One year following this important election, a formal presidential election took place on September 3, 1967, resulting in Nguyen Van Thieu’s election as the new President of the Republic of Vietnam (p. 628). Also on that day, 60 new Senators were elected to South Vietnam’s Upper House, and on October 22, 1967, another 137 representatives (called Deputies) were elected to the nation’s Lower House (ibid). In South Vietnam, elections were carried out by universal suffrage and secret ballot (p. 631), a point relevant here for clearly demonstrating the verity of South Vietnam as a democratic nation.

The major events above are mentioned in the introduction to Devereux’s article. The sections following then delve at great length into the various chapters and sections of South Vietnam’s constitution. Covered by Devereux in his article are the many provisions outlining the functions and powers of South Vietnam’s three branches of government: the Executive, the Legislative, and the Judicial.

The Executive section talks about the powers of the President, the Prime Minister, and the Vice President, and their duties and responsibilities to the National Assembly and other government organs (p. 628-631). In the Legislative section, the process of introducing and approving bills is discussed, with details on how the Senators in the Upper House and the Deputies in the Lower House go through the process of making laws (p. 631-634). Lastly, for the Judicial branch section, the process of selecting judges to the Supreme Court in South Vietnam, as well as details of the country’s judicial process, are examined (p. 634-636).

In addition to these sections, Devereux’s article also talks about other important parts of South Vietnam’s government structure, as covered within the constitution. Specific offices and governmental organs, described as Special Institutions, are discussed (p. 636-640), as well as the functions of Local Administrations in South Vietnam (p. 640-641), and very importantly, in the Political Parties section, the guaranteed rights of opposition parties to form and operate in the Republic (p. 642-643).

Devereux moreover provides important insights on the human rights aspects of South Vietnam’s constitution. In the Bill of Rights section of the constitution, as summarized by Devereux, many statements are presented which guarantee and defend the rights of South Vietnamese citizens. Examples include a line from Article 6 of the constitution, which stipulates that the state is pledged to “respect human dignity, and the law every citizen’s freedom, life, property, and honor,” (p. 641). Furthermore, in Article 8, the document “guarantees the privacy of a citizen’s personal life, home, and correspondence…” and that “Freedom of thought, speech, press and publishing is guaranteed,” (ibid).

In addition to these provisions, the Judicial section previously mentioned also demonstrates many examples of the Republic’s adherence to the rule of law. Articles 7 and 8 of the South Vietnamese constitution express many guaranteed rights to protect its citizens, and include, but are not limited to, the following:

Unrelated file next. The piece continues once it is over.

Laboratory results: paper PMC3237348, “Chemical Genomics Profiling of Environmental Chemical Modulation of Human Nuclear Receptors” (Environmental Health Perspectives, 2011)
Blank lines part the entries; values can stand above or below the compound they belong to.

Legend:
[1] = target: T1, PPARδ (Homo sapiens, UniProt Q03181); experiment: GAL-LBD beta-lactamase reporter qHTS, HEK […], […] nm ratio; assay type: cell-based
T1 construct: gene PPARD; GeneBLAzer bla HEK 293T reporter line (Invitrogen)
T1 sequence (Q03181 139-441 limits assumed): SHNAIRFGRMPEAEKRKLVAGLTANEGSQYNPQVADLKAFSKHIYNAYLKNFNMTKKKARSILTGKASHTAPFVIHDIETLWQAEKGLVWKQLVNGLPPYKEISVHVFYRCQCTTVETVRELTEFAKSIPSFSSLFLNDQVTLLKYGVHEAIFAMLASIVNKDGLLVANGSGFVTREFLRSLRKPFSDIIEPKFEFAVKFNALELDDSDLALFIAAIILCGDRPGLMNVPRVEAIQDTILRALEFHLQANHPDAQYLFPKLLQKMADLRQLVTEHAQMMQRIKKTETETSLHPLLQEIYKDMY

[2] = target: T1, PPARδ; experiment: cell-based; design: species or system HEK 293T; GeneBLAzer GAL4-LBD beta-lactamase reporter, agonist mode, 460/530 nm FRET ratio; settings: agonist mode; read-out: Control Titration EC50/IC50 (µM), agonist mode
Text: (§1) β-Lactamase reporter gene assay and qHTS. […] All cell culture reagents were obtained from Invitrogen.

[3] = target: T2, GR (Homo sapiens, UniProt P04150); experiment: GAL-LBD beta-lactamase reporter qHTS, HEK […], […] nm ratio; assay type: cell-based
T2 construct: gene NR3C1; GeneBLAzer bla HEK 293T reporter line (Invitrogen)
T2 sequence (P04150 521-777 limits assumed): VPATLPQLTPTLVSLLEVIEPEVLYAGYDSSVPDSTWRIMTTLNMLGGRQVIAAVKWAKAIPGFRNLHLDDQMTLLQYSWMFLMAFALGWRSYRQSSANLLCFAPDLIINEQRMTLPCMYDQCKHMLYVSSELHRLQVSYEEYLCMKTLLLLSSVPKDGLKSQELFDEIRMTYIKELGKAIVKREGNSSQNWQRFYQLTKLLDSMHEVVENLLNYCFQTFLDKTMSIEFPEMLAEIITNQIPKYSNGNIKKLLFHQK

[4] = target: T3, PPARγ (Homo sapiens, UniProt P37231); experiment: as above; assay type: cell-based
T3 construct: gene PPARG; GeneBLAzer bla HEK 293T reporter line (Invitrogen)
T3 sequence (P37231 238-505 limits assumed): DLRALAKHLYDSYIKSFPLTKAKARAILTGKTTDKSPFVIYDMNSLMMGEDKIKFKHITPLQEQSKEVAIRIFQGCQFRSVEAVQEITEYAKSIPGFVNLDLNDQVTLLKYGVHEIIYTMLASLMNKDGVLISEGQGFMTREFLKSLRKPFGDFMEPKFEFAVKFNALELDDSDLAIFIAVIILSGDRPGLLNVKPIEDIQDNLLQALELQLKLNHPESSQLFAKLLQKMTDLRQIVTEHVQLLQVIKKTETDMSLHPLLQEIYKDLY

“Every defendant is entitled to a speedy and public trial and to a defense lawyer at every stage of the legal process, including the preliminary investigation.”

“No one can be arrested or detained without a warrant issued by a competent legal authority, except in cases of flagrante delicto.”

“No one can be tortured, threatened, or forced to confess, and any confession obtained by such means cannot be used as evidence.”

“Defendants will be considered innocent until found guilty; in case of doubt the court must find for the defendant.”

“No one can enter, search, or confiscate the property of a person without a properly executed court order, unless it is necessary for the defense of security and public order according to the spirit of the law.” (p. 636).

These provisions outlined clearly illustrate the democratic foundations in which South Vietnam was built. From the information above, it can be clarified that the Southern Republic was one that respected human rights, and one that championed the basic rights and freedoms of its citizens and the rule of law.

Evidences provided in this article clearly demonstrate that South Vietnam was a true liberal democracy. Proven throughout this post, through Devereux’s findings, is universal suffrage, secret ballot elections, a system of checks and balances in government, individual’s rights, constitutional rights, and multiparty democracy in South Vietnam.

For all of its challenges as a young and developing nation, the Republic of Vietnam had all the foundations, and met all the criteria of being a liberal democracy. Further study will continue to prove this fact. In terms of establishing a base for research on this topic, this source by Robert Devereux is an excellent place to begin.

Annual Christmas Card: The 2013 Edition

Posted in Announcements, Music, Videos with tags , , , , , , on December 25, 2013 by Ian Pham

Snowy NightHey there everyone,

It’s that time of year again. The annual Merry Christmas, Happy Holidays, and Happy New Years from your favorite Vietnamese human rights blogger. Sorry I’ve been kind of a ghost this year, and haven’t been covering as much as I would like to. Even though it may seem as if I’m not always around, you can rest assured that I am working tirelessly, and will never quit fighting for liberty, human rights, and democracy for the people of Vietnam.